Naming and shaming of firms is hardly a positive endorsement for the organisations’ reputations but it has proven seemingly ineffective. The number of workers identified as being owed pay more than doubled to 58,000 in 2015-2016, according to the National Audit Office. In addition, 20 offending companies have been spared their blushes after being allowed to hide their identities as they face “a risk of personal harm”. As Tim Roache, general secretary of the GMB union, stated: “Companies have been allowed to lurk in the shadows by using these get-out clauses, despite flagrantly ignoring legislation to pay their workers the absolute legal minimum”. It seems, therefore, that perhaps even the relatively weak sanction of “naming and shaming” can be avoided.
Comment: There is a long way to go to equalise the gender pay gap across the board in the UK. The Government have taken steps in the right direction but the absence of effective enforcement will be a huge obstacle to effective change as has been shown with national minimum wage legislation.
What does the change to the Immigration (Variation of Leave) Order 2016 mean?
Under certain circumstances, an overseas domestic worker’s limited leave to enter the United Kingdom will be extended. In particular, the individual’s leave will be extended until 28 days after the competent authority, which has reasonable grounds to believe they are a victim of modern slavery, notifies the person of its decision as to whether or not the person is such a victim.
The change is due to come into force on 6 October 2016.
Planning for new Data Protection Regulations
A recent report has uncovered that 57% of organisations do not understand the effect of the EU General Data Protection Regulation and whether or how this applies to their business.
The legislation is due to come into force on 25 May 2018 and if an organisation is found to be in breach of the new Regulations they will be subject to considerable fines of up to 4% of their total worldwide annual turnover. Therefore, it is vital that businesses start to plan for the impact of the new legislation in order to ensure compliance is achieved.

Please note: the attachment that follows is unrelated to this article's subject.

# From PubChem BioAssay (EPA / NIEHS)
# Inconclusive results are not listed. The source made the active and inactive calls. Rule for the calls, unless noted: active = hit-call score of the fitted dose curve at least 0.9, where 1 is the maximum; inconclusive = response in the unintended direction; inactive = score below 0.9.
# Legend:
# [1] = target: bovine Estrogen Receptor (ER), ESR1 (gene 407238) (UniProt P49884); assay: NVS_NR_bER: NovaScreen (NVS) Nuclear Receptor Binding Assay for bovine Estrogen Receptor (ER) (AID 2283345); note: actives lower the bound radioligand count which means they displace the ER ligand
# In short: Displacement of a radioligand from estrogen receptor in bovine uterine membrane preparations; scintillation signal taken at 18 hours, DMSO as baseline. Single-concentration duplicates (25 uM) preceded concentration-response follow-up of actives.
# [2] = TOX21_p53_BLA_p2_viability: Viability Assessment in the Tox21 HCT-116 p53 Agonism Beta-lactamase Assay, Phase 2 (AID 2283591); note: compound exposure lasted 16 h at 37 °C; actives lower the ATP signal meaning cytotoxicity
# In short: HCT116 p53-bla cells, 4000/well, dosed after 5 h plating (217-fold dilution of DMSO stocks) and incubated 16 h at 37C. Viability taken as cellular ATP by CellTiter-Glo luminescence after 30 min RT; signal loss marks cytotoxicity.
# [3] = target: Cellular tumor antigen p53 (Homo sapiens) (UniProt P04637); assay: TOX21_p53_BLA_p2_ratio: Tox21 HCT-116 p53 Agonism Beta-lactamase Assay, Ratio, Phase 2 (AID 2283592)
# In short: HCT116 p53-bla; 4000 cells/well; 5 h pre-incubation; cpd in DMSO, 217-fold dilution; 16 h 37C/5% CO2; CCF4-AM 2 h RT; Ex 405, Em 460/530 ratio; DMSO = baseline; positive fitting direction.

Organisations need to identify the key data which needs protecting and understand where it belongs and the value it holds along with who has access to it. The Regulations are likely to impact every organisation in a different way but the key issues for most organisations to consider are likely to be:
- What amounts to fair and lawful processing of personal data;
- How privacy notices are dealt with (acknowledging the statutory rights available to individuals and the mandatory information about the way in which data is processed they are entitled to);
- Whether there is a compliance information governance framework which has been established to show that the organisation is taking active measures to protect the data;
- Whether privacy impact assessments are carried out for all projects which may expose individuals to enhanced privacy risk;
- Whether there is a need to appoint a data protection officer;
- Whether the organisation is required to notify local regulators and the relevant data subjects affected by a data breach; and
- How to deal with the contractual measures and effective due diligence when sharing data outside the EU and/or the organisation.
- Once a firm has considered the above they will need to implement a security plan and policies to protect and govern the data.
Comment: If you would like further information on the above updates and how this could impact your business, please do not hesitate to contact a member of the employment team.
If you require any further information on the above developments please do not hesitate to get in contact with a member of the Employment Team, on the following number 0113 227 0100.